Siderite Value, Price, and Jewelry Information
Siderite is difficult to cut, but this light brown collector's gem has yielded faceted pieces of great beauty.
The International Gem Society (IGS) has a list of businesses offering gemstone appraisal services.
|Crystallography||Hexagonal (R). Crystals rhomb shaped; also massive, granular; globular; oolitic.|
|Colors||Pale yellowish brown, pale yellowish, pale green, greenish gray, yellowish gray, grayish brown, reddish brown, blackish brown; rarely almost colorless.|
|Luster||Vitreous, pearly, silky, dull.|
|Transparency||Transparent to opaque.|
|Optics||o = 1.873; e = 1.633. Uniaxial (-).|
|Etymology||From the Greek sideros for “iron,” in reference to its composition.|
|Occurrence||A widespread mineral in sedimentary deposits; hydrothermal ore veins; also in pegmatites; basaltic rocks.|
Siderite forms three solid solution series. It’s the iron (Fe) analogue in a series with manganese (Mn) dominant rhodochrosite. It also forms the Fe-end of a series with zinc (Zn) dominant smithsonite, as well as with magnesium (Mg) dominant magnesite.
These other series members have attracted some interest as cabs and rare transparent faceted pieces, despite their low hardness. On the other hand, gem cutters don’t typically cab siderites. In addition to low hardness and perfect cleavage, the massive material suitable for cabbing is unattractive. (Evidently, the surge of popular interest in earth tone gems hasn’t yet reached siderites). Nevertheless, as faceted pieces, these golden and honey-colored gems would make unusual, prized additions to any gem collection. In particular, Portuguese rough has yielded beautiful faceted stones.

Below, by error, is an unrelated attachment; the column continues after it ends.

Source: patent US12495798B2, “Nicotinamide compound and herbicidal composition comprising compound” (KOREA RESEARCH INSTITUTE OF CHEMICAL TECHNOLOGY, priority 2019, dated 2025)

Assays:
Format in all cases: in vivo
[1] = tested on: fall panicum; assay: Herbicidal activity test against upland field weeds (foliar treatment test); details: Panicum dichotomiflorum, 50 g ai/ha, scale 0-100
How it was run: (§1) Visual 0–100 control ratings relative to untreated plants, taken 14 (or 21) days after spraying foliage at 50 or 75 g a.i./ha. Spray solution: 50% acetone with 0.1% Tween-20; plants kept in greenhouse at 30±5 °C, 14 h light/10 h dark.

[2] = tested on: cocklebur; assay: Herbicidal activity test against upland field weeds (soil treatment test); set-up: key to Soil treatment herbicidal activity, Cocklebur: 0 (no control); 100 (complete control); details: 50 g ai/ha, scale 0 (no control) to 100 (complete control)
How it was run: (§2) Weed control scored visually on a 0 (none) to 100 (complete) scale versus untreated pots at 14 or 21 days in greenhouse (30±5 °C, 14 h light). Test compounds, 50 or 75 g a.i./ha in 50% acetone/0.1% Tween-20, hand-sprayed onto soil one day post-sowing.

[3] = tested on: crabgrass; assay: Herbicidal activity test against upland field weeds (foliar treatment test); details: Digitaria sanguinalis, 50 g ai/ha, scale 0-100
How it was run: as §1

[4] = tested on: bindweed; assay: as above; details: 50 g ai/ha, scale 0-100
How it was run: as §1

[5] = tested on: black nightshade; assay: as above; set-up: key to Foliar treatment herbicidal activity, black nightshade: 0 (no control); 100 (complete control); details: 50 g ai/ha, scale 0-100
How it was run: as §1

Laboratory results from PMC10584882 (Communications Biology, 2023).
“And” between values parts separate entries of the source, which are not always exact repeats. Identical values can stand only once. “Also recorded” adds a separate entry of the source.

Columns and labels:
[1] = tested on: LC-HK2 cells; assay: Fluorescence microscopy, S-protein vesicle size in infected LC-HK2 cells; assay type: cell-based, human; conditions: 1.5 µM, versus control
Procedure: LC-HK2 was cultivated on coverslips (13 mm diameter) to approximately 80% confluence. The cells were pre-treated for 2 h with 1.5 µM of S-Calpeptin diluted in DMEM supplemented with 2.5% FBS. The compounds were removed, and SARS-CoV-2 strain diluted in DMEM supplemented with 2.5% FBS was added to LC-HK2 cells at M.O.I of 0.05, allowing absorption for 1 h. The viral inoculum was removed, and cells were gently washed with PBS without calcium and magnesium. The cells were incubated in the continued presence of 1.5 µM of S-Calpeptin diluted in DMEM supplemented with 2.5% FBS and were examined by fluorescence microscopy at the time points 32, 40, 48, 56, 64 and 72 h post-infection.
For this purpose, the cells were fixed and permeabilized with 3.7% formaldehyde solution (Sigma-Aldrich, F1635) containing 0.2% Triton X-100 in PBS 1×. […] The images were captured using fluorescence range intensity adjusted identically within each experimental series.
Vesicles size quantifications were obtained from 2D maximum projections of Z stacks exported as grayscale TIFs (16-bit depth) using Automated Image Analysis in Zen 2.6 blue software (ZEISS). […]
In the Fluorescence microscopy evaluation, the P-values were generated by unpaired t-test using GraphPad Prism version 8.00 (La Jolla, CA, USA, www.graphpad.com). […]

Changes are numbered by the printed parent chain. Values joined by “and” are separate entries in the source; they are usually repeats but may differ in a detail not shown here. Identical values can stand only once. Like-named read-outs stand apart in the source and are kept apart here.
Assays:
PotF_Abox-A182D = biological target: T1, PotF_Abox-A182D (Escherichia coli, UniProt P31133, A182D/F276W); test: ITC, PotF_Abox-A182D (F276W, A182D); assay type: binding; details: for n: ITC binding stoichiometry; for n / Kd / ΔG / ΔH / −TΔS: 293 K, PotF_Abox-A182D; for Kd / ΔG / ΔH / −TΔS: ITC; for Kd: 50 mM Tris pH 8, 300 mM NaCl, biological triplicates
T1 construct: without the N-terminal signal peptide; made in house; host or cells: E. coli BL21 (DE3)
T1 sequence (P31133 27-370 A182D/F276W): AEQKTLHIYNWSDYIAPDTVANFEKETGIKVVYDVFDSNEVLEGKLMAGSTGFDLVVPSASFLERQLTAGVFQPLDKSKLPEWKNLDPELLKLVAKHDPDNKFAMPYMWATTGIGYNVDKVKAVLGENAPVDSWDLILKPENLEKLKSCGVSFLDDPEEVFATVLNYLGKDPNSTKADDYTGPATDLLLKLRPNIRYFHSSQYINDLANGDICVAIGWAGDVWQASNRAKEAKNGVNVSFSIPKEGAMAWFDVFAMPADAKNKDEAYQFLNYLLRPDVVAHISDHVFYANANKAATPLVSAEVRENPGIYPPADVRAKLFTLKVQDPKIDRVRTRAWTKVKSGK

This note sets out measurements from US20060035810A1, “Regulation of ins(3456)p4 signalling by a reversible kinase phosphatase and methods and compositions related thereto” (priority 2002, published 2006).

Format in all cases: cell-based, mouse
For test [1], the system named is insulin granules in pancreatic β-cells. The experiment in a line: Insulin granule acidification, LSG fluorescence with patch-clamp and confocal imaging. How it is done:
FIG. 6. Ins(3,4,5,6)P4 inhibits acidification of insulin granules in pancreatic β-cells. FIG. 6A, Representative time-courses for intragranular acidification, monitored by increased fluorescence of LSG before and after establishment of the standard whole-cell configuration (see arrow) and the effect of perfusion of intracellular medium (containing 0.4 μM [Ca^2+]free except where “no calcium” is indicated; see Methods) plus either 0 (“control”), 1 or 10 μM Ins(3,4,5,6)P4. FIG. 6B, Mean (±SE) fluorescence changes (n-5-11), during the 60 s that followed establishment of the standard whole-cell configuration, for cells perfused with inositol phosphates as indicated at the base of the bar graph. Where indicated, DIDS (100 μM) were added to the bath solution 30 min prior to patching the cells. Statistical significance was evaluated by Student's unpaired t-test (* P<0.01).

Siderite has been used as an iron ore and for steel production. Material from Cornwall, England has been called “chalybite,” after the Greek word for steel, referring to its iron and carbon content.
Scientists have synthesized siderite to study its use for the removal of fluoride and arsenic from water. The synthetic material also has applications for agronomy as well as lithium ion batteries. However, this synthetic material has no known jewelry use.
Due to their similar colors and hardness, siderites may be misidentified as rhodochrosites, smithsonites, or magnesites. Nevertheless, gemologists can distinguish them based on differences in specific gravity as well as optical properties.
Panesqueira, Portugal has produced fine, light brown crystals, some transparent. Minas Gerais, Brazil, has also yielded large and fine crystals.
Other notable gem-quality sources include:
- Mt. Ste. Hilaire, Quebec, Canada: brown rhombs up to 15 inches on edge.
- Ivigtut, Greenland: rich brown, gemmy-looking crystals in cryolite.
- Cornwall, England: greenish crystals, some transparent (chalybite).
- United States: Colorado; Connecticut; Idaho.
- Austria; France; Germany; Italy.
Rare faceted pieces usually range in size from 1-5 carats.
- National Museums of Canada (Ottawa, Ontario): 2.60. 2.25 (light brown, Quebec, Canada).
You’re more likely to encounter siderites in gem collections than in jewelry collections. Store them separately from other stones to avoid contact scratches. Consult our gemstone jewelry cleaning guide for more recommendations.